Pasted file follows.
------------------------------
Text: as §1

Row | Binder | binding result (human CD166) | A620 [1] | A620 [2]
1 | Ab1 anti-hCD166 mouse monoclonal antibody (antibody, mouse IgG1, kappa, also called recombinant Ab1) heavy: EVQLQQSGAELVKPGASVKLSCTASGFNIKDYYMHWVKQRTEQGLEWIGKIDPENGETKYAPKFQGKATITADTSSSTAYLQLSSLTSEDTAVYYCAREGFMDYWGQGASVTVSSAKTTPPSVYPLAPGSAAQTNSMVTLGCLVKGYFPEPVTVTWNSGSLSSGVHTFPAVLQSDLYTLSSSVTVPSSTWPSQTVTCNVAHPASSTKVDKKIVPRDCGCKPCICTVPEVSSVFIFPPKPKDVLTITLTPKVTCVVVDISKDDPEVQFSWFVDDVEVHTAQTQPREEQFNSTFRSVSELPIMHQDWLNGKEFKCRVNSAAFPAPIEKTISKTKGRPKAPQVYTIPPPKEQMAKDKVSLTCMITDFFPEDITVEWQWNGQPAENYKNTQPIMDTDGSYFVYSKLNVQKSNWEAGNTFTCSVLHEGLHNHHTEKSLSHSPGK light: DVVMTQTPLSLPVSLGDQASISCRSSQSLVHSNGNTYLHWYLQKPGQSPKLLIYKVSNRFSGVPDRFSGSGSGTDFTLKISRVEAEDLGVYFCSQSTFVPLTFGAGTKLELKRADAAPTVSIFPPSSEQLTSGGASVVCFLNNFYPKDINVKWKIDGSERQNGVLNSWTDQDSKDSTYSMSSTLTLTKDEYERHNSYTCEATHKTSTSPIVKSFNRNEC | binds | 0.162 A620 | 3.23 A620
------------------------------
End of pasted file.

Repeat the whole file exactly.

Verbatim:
Text: as §1

Row | Binder | binding result (human CD166) | A620 [1] | A620 [2]
1 | Ab1 anti-hCD166 mouse monoclonal antibody (antibody, mouse IgG1, kappa, also called recombinant Ab1) heavy: EVQLQQSGAELVKPGASVKLSCTASGFNIKDYYMHWVKQRTEQGLEWIGKIDPENGETKYAPKFQGKATITADTSSSTAYLQLSSLTSEDTAVYYCAREGFMDYWGQGASVTVSSAKTTPPSVYPLAPGSAAQTNSMVTLGCLVKGYFPEPVTVTWNSGSLSSGVHTFPAVLQSDLYTLSSSVTVPSSTWPSQTVTCNVAHPASSTKVDKKIVPRDCGCKPCICTVPEVSSVFIFPPKPKDVLTITLTPKVTCVVVDISKDDPEVQFSWFVDDVEVHTAQTQPREEQFNSTFRSVSELPIMHQDWLNGKEFKCRVNSAAFPAPIEKTISKTKGRPKAPQVYTIPPPKEQMAKDKVSLTCMITDFFPEDITVEWQWNGQPAENYKNTQPIMDTDGSYFVYSKLNVQKSNWEAGNTFTCSVLHEGLHNHHTEKSLSHSPGK light: DVVMTQTPLSLPVSLGDQASISCRSSQSLVHSNGNTYLHWYLQKPGQSPKLLIYKVSNRFSGVPDRFSGSGSGTDFTLKISRVEAEDLGVYFCSQSTFVPLTFGAGTKLELKRADAAPTVSIFPPSSEQLTSGGASVVCFLNNFYPKDINVKWKIDGSERQNGVLNSWTDQDSKDSTYSMSSTLTLTKDEYERHNSYTCEATHKTSTSPIVKSFNRNEC | binds | 0.162 A620 | 3.23 A620